Chattanooga Mayor Andy Berke speaks during the Memorial Day Program on Monday, May 29, 2017, at Chattanooga National Cemetery.

This story was updated with additional voices at 4:33 p.m.

Chattanooga is as beautiful as any place on God's green earth, and we will keep it that way.

Chattanooga Mayor Andy Berke said Friday he stands with his fellow mayors nationwide in support of the Paris Climate Accord.

"As a city once deemed the dirtiest in the country, the thriving Chattanooga of today was only possible because of strong leaders who understood the importance of cleaning up the environment and implementing long-term sustainability efforts," Berke said in a statement Friday.

"Reverting back to the Chattanooga of decades ago is simply unacceptable. Chattanooga has a strong commitment to sustainability and environmental protections, and we will continue to push forward regardless of the stance of the current President."

President Donald Trump said Thursday he will pull the U.S. out of the 190-nation agreement to reduce greenhouse gases as a way of reasserting American primacy and protecting American jobs.

In response, the U.S. Conference of Mayors on Friday restated its strong support for the climate accord reached in 2015.

Responding to Trump's pointing to his city, Pittsburgh, Mayor Bill Peduto called the decision "disastrous for our planet, for cities such as Pittsburgh," and a step that "has made America weaker and the world less safe."

The mayoral organization noted on its website that it has worked against climate change since 2005 "by passing numerous policies, holding several summits, as well as spearheading a bipartisan effort where more than 1,000 mayors committed to reduce greenhouse gas emissions in their individual communities."

Former Chattanooga Mayor Ron Littlefield noted in a Facebook post Friday he had signed on to the mayors' climate pledge that year, in the early days of his administration.

Along with the mayors, The New York Times reported that three governors, more than 80 university presidents and more than 100 businesses "are preparing to submit a plan to the United Nations pledging to meet the United States' greenhouse gas emissions targets under the Paris climate accord, despite President Trump's decision to withdraw from the agreement."

"We're going to do everything America would have done if it had stayed committed," Michael Bloomberg, the former New York City mayor who is coordinating the effort, told the Times in an interview.

In his own statement, Berke said city government's commitment to sustainability includes a pledge to reduce energy use in city buildings by at least 20 percent over 10 years. He lauded the "incredible sustainability work of local partners like EPB, TVA, and Green|Spaces" in protecting the city's assets for future generations, public health and economic growth.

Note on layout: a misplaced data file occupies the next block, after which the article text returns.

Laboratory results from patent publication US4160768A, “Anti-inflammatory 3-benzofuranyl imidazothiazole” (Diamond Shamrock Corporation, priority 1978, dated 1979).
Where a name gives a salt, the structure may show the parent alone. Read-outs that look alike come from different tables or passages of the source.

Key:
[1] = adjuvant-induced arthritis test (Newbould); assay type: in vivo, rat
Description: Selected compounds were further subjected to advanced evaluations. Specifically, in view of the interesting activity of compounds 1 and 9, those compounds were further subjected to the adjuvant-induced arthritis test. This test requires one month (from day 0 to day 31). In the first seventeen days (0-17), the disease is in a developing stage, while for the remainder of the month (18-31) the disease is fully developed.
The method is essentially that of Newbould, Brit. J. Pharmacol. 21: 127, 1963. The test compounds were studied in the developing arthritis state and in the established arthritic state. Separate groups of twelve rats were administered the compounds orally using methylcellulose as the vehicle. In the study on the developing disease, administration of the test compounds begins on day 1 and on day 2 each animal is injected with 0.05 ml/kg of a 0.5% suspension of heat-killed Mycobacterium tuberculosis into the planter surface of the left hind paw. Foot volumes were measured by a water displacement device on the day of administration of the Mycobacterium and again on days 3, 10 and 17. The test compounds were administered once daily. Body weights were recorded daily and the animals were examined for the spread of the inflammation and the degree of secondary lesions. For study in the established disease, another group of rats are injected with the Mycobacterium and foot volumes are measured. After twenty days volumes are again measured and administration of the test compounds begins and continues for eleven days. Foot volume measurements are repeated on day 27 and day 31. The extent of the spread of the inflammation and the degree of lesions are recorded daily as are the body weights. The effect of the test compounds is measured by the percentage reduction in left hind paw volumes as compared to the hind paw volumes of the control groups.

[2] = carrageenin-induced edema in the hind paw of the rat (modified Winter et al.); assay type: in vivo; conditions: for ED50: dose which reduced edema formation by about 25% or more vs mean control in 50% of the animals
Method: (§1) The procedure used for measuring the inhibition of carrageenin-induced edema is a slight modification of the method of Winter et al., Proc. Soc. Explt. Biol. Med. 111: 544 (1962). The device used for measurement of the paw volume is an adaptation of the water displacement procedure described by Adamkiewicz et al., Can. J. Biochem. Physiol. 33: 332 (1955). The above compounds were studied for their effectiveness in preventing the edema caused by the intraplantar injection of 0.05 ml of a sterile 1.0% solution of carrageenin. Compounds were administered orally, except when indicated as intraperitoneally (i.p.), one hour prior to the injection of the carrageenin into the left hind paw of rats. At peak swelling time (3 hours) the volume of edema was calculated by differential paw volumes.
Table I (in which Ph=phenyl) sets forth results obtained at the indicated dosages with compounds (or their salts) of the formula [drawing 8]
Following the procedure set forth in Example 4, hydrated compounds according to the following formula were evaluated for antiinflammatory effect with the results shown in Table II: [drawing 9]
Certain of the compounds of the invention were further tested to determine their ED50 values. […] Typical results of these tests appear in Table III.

"Because Chattanooga has directly experienced the negative impacts of an ignored and depleted environment, I am committed to the goals and vision of the Paris Climate Agreement," Berke said.

"In Chattanooga, we will continue to focus our efforts on reducing greenhouse gas emissions and encouraging other entities throughout our city to do the same. Chattanooga is as beautiful as any place on God's green earth, and we will keep it that way."

Also on Friday, Tennessee's senior U.S. senator, Lamar Alexander, said that although he takes "seriously" the scientific consensus that climate change is "real and that humans are helping cause it," he's not all that concerned by the president's decision.

"Except for occasional reports, there is nothing binding about the Paris Agreement, so staying in it makes little difference," Alexander said in a statement.

He said he believes the "most important thing the United States can do to solve our energy and climate challenge is to double funding for basic energy research."

Boosting basic energy research "will help lower the cost of energy, clean the air, improve health, and reduce poverty," Alexander added. "Making that commitment — and paying for it by cutting wasteful federal subsidies such as those for wind energy—would set a good example and drive American innovation."

U.S. Sen. Bob Corker, chairman of the Senate Foreign Relations Committee and also a former Chattanooga mayor, noted Thursday that the "substantive requirements" of the agreement are "non-binding.

"On the other hand, legitimate concerns have been raised about the likelihood of domestic interest groups using the agreement to file lawsuits in an effort to halt the repeal of regulations which, while being litigated, would stifle economic growth here at home," Corker said.

"I appreciate the president's desire to renegotiate an agreement that is more in line with what is achievable in a manner that promotes an increase in the standard of living of American citizens and protects our environment. I stand ready to work with him toward that end."

U.S. Rep. Chuck Fleischmann said the president was right to pull out of the agreement.

"President Obama signed this deal without the consent of Congress, blatantly ignoring our constitutional process for multi-national agreements," the Chattanooga Republican said in a statement. "Furthermore, he ignored the very real damage the terms of this agreement would have had on the American people. In order to get our economy moving forward it is imperative we harness the power of our domestic energy assets."


The Associated Press contributed to this story.